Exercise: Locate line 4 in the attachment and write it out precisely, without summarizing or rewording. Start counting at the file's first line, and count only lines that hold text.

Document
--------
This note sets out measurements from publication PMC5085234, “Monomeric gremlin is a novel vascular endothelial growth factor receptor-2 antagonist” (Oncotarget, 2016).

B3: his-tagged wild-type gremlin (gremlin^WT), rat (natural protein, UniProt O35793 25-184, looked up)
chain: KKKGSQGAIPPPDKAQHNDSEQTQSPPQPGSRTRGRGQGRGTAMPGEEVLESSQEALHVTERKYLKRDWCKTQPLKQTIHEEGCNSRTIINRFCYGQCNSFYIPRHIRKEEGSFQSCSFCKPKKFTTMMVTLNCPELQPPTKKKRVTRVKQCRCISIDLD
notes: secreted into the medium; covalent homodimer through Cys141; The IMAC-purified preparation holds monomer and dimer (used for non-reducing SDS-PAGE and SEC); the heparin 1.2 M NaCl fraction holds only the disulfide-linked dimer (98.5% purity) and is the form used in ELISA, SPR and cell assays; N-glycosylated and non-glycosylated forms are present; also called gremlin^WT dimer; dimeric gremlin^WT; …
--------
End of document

notes: secreted into the medium; covalent homodimer through Cys141; The IMAC-purified preparation holds monomer and dimer (used for non-reducing SDS-PAGE and SEC); the heparin 1.2 M NaCl fraction holds only the disulfide-linked dimer (98.5% purity) and is the form used in ELISA, SPR and cell assays; N-glycosylated and non-glycosylated forms are present; also called gremlin^WT dimer; dimeric gremlin^WT; …